Eye pain can be caused by a foreign substance — like dust, sand, wood shavings, or eyelashes — becoming stuck on the surface of the eye. An incorrectly placed contact lens, or one that has not been properly cleaned, can also cause significant pain.
Blepharitis, a condition where the oil glands on the eyelids become blocked can make it painful to open the eyes or move them around. Diabetes can lead to glaucoma, a condition that causes painful pressure on the eyeball.
Migraines are a very common source of eye pain.
Treatments for eye pain include resting the eyes, using a warm compress, and washing the eyes with warm water and saline solution.
Types of Eye Pain
Eye pain, also known as ophthalmalgia, is a common ailment with any number of causes. Most of them are not serious and will resolve with little help. Others are indicators of problems that require timely medical treatment to prevent vision loss.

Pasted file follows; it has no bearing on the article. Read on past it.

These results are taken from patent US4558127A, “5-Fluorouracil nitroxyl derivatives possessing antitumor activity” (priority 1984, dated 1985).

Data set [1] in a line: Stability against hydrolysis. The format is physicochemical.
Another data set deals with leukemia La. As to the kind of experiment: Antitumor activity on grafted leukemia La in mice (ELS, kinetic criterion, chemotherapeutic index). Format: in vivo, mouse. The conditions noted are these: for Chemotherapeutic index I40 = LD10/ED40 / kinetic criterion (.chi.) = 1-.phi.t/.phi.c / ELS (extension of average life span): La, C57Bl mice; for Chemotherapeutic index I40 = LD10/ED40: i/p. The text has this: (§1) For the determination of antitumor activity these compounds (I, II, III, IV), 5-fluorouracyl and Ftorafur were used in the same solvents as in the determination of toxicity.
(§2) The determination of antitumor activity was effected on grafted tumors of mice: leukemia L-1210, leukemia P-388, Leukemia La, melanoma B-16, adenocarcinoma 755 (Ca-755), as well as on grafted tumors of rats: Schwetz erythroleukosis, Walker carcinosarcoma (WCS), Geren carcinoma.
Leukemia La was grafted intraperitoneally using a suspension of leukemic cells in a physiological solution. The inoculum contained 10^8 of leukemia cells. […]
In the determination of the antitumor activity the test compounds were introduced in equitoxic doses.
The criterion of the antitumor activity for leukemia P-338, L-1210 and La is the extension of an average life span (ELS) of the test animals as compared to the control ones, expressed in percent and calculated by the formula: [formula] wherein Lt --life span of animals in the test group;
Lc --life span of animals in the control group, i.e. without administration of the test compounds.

There are two types of eye pain. Ocular pain occurs on the surface of the eye, and orbital pain takes place within the eye.
Ocular pain tends to be caused by infection, irritation from a foreign substance, or trauma. This is usually treated quite easily.
Orbital pain tends to feel deeper. It requires more involved treatment.
Depending on the cause, you may experience pain in one or both eyes. Discomfort usually originates in the injured, infected or otherwise impacted eye region, such as:
- Cornea: A host of complications affecting the cornea can cause pain in eyes.
- Uvea: This middle layer of the eye can be painful if infected.
- Conjunctiva: Eye pain can originate in this inner layer of the eyelid which also lies on the eyeball’s surface.
- Sclera: The eyeball’s outermost layer can also cause eye pain.
Any loss of vision that occurs with eye pain could be a symptom of a medical issue that an ophthalmologist or a doctor should know about immediately.
9 Causes of Eye Pain
These potential causes of eye pain are all treated somewhat differently.
1. Foreign Substances
A foreign substance on the surface of the eye can be anything from an eyelash to a piece of dirt or makeup. It can cause redness in the eye, watery eyes, and pain.
The substance tends to affect the cornea (the transparent layer that covers the pupil and the iris) or the conjunctiva (the thin layer covering the sclera, the white part of the eye).
In most cases, foreign objects are harmless and can be removed quite easily. Care must be exercised to avoid scratching the cornea when attempting to remove the object.